Sadrists and Sunni Insurgents United for Peace and Love?
Badger over at Arablinks asks me the following:
Non-arab, I guess what that comes down to is that this would be a not-implausible combination: Islamist-tinged Sunni nationalism with Sadrist nationalism ?
I did tangentially address this in my previous post "On SCIRI vs Sadrists". No deep insights, but to briefly lay out my views on this:
- The Sadrists (and the plural is important, there are numerous splinter groups and even the "official" Sadrist movement under Moqtada is pretty loosely controlled) broadly speaking represent rural southerners including the masses who have moved to urban areas (think Sadr City / Madinat ath-Thawra in particular) but kept strong tribal links to the countryside. Unlike the shrine city clerical and commercial classes (Najaf and Karbala primarily) who have strong direct ties to Iran through business (in particular catering to pilgrims and the burial trade at Wadi al-Salam) and theological dealings, these "Easterners" as they are traditionally called in Iraq feel less close to Iran. They are Arab in not just their primary language and outlook on life, but (while not without academic dispute) are also said to largely have converted to Shi'ism relatively recently, perhaps in the past two centuries. Don't want take that point too far since it is a matter of some dispute, but the point is that these folks outlook is both Arab, distrusting of foreigners, and hence very Iraqi nationalist (in the middle ages Iraq generally referred roughly speaking to today's predominantly Shi'a areas of Iraq Baghdad and south).
- It should be said too that in the early days of the Ba'ath, the party itself was more diverse. While always a smaller party compared to some of its bigger rivals (primarily the Iraqi Communist Party - ICP) in the turbulent era of the post-monarchy revolutions in the 50s and 60s, it was by no means seen as an ethnic party. Indeed, none of the great ideological parties of that era were (some tried to paint the ICP as a Shi'a resistance movement, but Hanna Batatu's research into the party's membership and leadership showed it to be a much bigger tent).
- Following the 50s and 60s and the eventual victory of the Ba'ath (or really "last man standing" victory after an exhausting series of coups, counter-coups, and bloody purges -- the Ba'athi purges/executions of Communists having been aided by CIA-provided lists of enemies to liquidate), one could still see a sense of Iraqi nationhood emerging. King Faisal and his successors and stooge-ministers like Nouri Said, for all their faults, did through successes and mistakes help begin to forge a sense of nationhood (mistakes and popular revolt against them often helping to forge unity as well or better than successes). The shared experience under British Colonialism, the joint 1920 Sunni-Shi'a uprising, the founding of ideological parties that cut across traditional fault lines, the toppling of the monarchy, the rule of Abdul Karim Qassim, the turbulent 50s and 60s, the discovery and beginnings of exploitation of oil and the development it brought (Iraq in the 50s had a very enlightened oil revenue distribution system that put the money largely into physical capital investment), and the broader connection to Arab Nationalism (both for and against) all brought people into new forms of identity.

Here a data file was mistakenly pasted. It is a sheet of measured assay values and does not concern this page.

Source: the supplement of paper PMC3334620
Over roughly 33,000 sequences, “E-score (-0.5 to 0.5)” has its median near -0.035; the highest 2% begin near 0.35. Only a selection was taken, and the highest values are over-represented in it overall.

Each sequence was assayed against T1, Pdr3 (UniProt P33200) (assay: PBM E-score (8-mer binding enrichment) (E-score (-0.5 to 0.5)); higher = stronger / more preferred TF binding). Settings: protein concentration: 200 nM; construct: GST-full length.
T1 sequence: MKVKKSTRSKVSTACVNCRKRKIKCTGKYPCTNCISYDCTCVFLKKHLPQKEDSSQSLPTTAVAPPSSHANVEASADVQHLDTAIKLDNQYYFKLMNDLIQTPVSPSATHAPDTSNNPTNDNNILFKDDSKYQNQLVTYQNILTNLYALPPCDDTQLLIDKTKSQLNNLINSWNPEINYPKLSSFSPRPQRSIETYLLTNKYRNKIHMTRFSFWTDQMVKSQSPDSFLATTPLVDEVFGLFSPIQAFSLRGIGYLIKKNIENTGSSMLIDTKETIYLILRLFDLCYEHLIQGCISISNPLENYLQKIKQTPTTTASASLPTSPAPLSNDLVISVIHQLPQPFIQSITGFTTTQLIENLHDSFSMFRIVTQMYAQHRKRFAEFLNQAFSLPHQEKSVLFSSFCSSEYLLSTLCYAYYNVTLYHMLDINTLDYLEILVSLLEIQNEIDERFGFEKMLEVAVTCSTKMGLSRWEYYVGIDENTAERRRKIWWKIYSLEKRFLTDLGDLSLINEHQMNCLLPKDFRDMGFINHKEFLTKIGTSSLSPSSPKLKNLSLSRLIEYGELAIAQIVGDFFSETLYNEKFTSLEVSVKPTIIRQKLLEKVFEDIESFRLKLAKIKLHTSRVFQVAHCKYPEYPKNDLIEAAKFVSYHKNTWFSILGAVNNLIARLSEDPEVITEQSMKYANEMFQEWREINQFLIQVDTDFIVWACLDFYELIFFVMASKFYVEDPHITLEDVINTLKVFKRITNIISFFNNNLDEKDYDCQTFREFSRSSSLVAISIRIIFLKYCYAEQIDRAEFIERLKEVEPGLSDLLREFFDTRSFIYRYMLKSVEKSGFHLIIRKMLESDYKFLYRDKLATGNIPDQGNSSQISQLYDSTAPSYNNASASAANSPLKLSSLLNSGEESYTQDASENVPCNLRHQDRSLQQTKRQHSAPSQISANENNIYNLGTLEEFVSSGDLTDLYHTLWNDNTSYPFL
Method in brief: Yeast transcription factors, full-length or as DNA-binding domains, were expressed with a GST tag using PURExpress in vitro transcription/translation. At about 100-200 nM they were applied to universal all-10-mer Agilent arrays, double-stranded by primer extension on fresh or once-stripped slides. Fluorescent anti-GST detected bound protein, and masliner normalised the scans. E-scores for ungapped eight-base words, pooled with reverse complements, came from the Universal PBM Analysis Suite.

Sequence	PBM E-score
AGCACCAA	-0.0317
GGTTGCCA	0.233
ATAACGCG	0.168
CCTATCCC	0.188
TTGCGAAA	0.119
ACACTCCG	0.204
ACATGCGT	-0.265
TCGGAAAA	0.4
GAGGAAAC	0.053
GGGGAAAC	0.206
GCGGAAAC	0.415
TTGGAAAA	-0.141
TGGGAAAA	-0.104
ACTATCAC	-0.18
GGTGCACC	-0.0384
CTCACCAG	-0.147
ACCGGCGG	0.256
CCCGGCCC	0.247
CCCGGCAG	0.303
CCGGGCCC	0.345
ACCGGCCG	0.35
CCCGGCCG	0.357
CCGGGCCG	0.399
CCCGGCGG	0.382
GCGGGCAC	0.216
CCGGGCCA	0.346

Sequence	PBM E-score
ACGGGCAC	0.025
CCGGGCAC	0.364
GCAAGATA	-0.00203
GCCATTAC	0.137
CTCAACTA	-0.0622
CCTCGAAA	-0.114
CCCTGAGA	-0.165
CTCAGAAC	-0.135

- Under the Ba'ath party and then specifically under Saddam, there was added at first two other common elements: (1) the well-known in the west fear of living under what did come to be one of the most totalitarian of the Arab dictatorships, but also (2) genuine economic development in the 70s in particular and again briefly in the late 80s after the 1st Gulf War [Arabs refer to the Iran-Iraq War as the 1st Gulf War, 1990-91 as the 2nd, and 2003 onwards as the 3rd]. By the late 70s Iraq had one of the best educational, medical, and transportation systems in the entire Arab world and people came from far away to participate in these systems despite the Ba'ath dictatorship.
- With the 1st and 2nd Gulf Wars and the period of sanctions, a third element of common suffering was added: besides for suffering under Saddam's rule, people felt a commonality of suffering through the wars and sanctions together. The wars may have been known quietly to most folks as severe folly even if they couldn't state so openly, but they got through the hardships together. And even if Saddam was seen as foolish, it didn't change the fact that most Iraqis (southern Shi'a included) had an intense distrust of Iran, believed that Kuwait was historically a piece of Iraq, and that the Americans were out to get them. The notion of Iraq's Shi'a siding with Iran never gained any foothold, and when the regime really got on the ropes they knew it was key to provide some sort of tangible benefit to people to keep them going as an entire society and not just stitched-together bits and pieces.